, that some scheme for furnishing adequate instructions to our candidates for the ministry, in several important branches of knowledge, not provided for in any of our

We may form some idea of the ignorance even of the clergy in those days, from what Hersback relates. He states that he heard a monk announce from the pulpit to his audience," They,” I suppose the heretics, “ have introduced a new language, called the Greek. This must be shunned. It occasions nothing but heresies.' Here and there these people have a book in that language, called the New Testament. This book is full of stones and adders. Another language is starting up; the Hebrew. Those that learn it are sure to become Jews."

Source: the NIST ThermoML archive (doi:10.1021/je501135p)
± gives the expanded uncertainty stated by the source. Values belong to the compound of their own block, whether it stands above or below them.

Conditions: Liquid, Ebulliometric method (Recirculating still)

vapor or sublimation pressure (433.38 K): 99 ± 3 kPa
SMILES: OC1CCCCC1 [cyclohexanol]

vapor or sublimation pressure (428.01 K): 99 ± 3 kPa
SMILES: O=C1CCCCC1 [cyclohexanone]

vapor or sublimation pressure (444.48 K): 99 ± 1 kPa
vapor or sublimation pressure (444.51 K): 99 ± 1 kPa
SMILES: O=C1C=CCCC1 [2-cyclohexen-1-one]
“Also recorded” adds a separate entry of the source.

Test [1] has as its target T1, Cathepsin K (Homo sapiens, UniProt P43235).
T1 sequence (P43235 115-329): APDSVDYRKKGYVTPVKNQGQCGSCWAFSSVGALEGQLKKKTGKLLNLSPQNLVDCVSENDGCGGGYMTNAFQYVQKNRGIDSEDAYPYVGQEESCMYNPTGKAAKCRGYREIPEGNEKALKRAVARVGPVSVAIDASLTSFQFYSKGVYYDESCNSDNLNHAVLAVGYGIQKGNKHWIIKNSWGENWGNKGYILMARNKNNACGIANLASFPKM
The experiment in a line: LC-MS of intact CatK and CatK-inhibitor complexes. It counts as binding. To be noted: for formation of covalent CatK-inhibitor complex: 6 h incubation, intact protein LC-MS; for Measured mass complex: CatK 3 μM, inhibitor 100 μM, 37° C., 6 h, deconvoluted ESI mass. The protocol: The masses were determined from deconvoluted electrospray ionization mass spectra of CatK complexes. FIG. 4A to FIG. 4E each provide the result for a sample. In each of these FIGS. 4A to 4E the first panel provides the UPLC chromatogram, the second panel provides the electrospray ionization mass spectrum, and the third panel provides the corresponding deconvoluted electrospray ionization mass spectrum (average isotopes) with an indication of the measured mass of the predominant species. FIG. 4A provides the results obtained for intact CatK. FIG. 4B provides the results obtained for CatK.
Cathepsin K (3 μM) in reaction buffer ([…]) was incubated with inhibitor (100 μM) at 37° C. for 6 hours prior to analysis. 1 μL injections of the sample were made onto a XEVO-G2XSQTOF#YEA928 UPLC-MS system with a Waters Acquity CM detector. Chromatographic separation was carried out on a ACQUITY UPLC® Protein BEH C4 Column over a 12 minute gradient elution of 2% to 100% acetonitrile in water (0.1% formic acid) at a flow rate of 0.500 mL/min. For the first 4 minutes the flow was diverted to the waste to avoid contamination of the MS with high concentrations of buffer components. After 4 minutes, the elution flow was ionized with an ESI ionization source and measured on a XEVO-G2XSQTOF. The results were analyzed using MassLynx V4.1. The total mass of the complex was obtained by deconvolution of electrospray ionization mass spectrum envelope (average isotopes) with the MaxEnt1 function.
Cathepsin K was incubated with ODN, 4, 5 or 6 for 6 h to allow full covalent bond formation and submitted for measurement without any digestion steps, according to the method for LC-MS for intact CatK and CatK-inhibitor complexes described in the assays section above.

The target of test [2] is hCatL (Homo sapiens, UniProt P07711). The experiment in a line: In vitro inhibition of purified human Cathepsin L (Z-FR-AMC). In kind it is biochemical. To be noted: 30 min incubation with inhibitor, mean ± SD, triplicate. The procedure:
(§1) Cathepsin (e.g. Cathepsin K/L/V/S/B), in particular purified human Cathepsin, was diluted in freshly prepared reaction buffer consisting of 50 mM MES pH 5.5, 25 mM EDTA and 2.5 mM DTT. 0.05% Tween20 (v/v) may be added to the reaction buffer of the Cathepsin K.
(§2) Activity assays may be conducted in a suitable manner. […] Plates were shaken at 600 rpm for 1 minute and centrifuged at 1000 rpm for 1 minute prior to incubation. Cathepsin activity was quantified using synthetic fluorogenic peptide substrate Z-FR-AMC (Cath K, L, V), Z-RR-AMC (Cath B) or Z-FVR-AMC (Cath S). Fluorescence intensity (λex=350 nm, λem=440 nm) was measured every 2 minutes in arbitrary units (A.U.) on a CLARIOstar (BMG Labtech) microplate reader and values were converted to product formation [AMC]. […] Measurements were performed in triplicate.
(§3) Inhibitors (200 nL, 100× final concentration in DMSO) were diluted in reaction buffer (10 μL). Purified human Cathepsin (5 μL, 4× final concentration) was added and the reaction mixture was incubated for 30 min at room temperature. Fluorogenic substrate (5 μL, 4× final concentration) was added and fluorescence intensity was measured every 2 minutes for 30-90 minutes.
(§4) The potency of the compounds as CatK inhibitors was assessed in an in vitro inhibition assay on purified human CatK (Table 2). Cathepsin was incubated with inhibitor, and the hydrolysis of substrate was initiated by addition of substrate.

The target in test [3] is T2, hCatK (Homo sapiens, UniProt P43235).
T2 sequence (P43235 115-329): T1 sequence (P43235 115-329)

institutions, or in any eristing regulations, is now important to the interests of our Zion.*

Perhaps it may not be amiss to turn aside, and answer an objection with which I may be met. It may be said, We have done well enough without such helps. God has signally owned and blessed the labors of the Methodist preachers, and there is consequently no call for an experiment of this kind; that our ministry has done more for the reformation of the world since our Church was organized, without a regular course of preparation for the work, than the ministry of any other Church has done with such a course, and therefore we do not need it. To all this I would reply,-